Camera Reviews

Nikon Zoom Touch 400

The Nikon Zoom Touch 400 sucks.

Nikon Zoom Touch 400

My mom used this awful camera for about 20 years to record family events. Mom, I’m really sorry you suffered with this piece of crap for so long.

Nikon introduced the Zoom Touch 400, known as the TW Zoom 35-70 in some markets, in 1990 to attract buyers who wanted features like autofocus, zoom, and red-eye reduction in a point-and-shoot camera from a respected maker. The Zoom Touch 400 packs a f/4-7.6 35-70mm zoom lens. It’s powered by one shockingly expensive CR-P2 battery.

Unfortunately, Nikon totally phoned this one in. Let’s start with the rubbery, blubbery shutter button. You press it, and at some point the camera realizes it and fires, but there’s little correlation between those two actions. I always felt like I was fighting with the camera to get the picture.

There are far better point-and-shoot cameras out there. Kodak made one – the VR35 K40 (review here). Also check out the Canon AF35ML, Minolta AF-Sv, Olympus Stylus, and Olympus Stylus Epic Zoom 80. Or check out all of my camera reviews here.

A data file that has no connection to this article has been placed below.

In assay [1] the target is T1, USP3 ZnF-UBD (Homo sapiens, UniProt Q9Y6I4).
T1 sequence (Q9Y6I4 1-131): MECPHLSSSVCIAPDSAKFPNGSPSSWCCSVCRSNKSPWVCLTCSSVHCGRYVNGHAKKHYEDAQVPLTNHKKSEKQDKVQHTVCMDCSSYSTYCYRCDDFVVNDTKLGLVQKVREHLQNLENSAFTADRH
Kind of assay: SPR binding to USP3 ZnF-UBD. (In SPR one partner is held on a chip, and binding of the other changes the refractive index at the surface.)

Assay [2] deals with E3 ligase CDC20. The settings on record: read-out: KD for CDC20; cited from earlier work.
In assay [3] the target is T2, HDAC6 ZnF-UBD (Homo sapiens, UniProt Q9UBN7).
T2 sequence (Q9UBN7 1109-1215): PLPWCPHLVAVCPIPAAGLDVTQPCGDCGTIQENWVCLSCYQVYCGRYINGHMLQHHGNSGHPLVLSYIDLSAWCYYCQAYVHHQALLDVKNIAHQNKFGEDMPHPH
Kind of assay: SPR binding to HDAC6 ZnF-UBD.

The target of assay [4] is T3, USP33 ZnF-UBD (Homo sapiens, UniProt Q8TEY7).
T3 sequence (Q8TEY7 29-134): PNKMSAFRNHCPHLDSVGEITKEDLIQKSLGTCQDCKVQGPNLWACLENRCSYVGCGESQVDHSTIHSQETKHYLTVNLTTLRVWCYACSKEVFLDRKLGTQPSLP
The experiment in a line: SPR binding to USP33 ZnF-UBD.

This camera’s lens is simply unimpressive. At 35mm, there’s tons of distortion and softness around the edges.


This shot of my neighbor’s house shows the distortion and edge softness too. Plus, the autofocus system couldn’t figure out what to focus on.

Blurry house

Even when the scene is simple, the autofocus system sometimes decides that nothing is the subject. A quarter of the photos I took with this camera turned out entirely blurry like this.

Blurry bush

I had better luck when I zoomed in. This flamingo is in my neighbor’s front yard, and it’s pretty sharp in this photo.


The moral of this story is always to zoom in a little with the Zoom Touch 400. I did that when I shot this gravestone, which is in the cemetery across from Bethel United Methodist Church near my home. The foreground detail is good and the background is pleasingly out of focus.


The best part of using this camera was finishing the roll of film that Mom left in it. I didn’t find that film until I opened the camera, and so unfortunately I fogged a few frames. But this photo turned out. It tells me that the last time Mom used this camera was on a visit to my house in about 2008, before Sugar, the Rottweiler, passed away.


See more photos, if you dare, in my Nikon Zoom Touch 400 gallery.

If you come upon one of these in a junk store for a dollar, forget it.

If you like old film cameras, check out all of my reviews here!
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